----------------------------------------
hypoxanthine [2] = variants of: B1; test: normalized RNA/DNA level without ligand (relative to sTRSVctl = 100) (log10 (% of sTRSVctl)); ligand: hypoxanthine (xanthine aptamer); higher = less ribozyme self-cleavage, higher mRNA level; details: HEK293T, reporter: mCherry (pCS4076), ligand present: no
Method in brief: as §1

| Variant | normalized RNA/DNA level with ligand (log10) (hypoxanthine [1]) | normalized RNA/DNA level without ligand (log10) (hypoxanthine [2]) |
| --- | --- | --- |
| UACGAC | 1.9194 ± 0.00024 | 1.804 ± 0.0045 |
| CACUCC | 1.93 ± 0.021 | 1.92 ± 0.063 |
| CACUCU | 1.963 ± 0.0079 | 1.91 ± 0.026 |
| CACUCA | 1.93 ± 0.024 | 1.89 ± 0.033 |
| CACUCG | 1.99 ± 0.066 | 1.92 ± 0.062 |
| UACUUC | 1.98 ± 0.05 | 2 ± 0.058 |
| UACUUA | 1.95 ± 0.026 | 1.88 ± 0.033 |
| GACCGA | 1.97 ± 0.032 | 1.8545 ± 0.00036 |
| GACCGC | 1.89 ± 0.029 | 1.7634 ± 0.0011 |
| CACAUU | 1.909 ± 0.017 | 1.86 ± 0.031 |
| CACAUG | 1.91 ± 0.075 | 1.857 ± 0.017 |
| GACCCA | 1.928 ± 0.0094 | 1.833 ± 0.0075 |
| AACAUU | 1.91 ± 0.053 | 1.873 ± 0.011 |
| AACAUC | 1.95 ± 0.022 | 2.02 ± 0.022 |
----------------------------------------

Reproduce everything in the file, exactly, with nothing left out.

hypoxanthine [2] = variants of: B1; test: normalized RNA/DNA level without ligand (relative to sTRSVctl = 100) (log10 (% of sTRSVctl)); ligand: hypoxanthine (xanthine aptamer); higher = less ribozyme self-cleavage, higher mRNA level; details: HEK293T, reporter: mCherry (pCS4076), ligand present: no
Method in brief: as §1

| Variant | normalized RNA/DNA level with ligand (log10) (hypoxanthine [1]) | normalized RNA/DNA level without ligand (log10) (hypoxanthine [2]) |
| --- | --- | --- |
| UACGAC | 1.9194 ± 0.00024 | 1.804 ± 0.0045 |
| CACUCC | 1.93 ± 0.021 | 1.92 ± 0.063 |
| CACUCU | 1.963 ± 0.0079 | 1.91 ± 0.026 |
| CACUCA | 1.93 ± 0.024 | 1.89 ± 0.033 |
| CACUCG | 1.99 ± 0.066 | 1.92 ± 0.062 |
| UACUUC | 1.98 ± 0.05 | 2 ± 0.058 |
| UACUUA | 1.95 ± 0.026 | 1.88 ± 0.033 |
| GACCGA | 1.97 ± 0.032 | 1.8545 ± 0.00036 |
| GACCGC | 1.89 ± 0.029 | 1.7634 ± 0.0011 |
| CACAUU | 1.909 ± 0.017 | 1.86 ± 0.031 |
| CACAUG | 1.91 ± 0.075 | 1.857 ± 0.017 |
| GACCCA | 1.928 ± 0.0094 | 1.833 ± 0.0075 |
| AACAUU | 1.91 ± 0.053 | 1.873 ± 0.011 |
| AACAUC | 1.95 ± 0.022 | 2.02 ± 0.022 |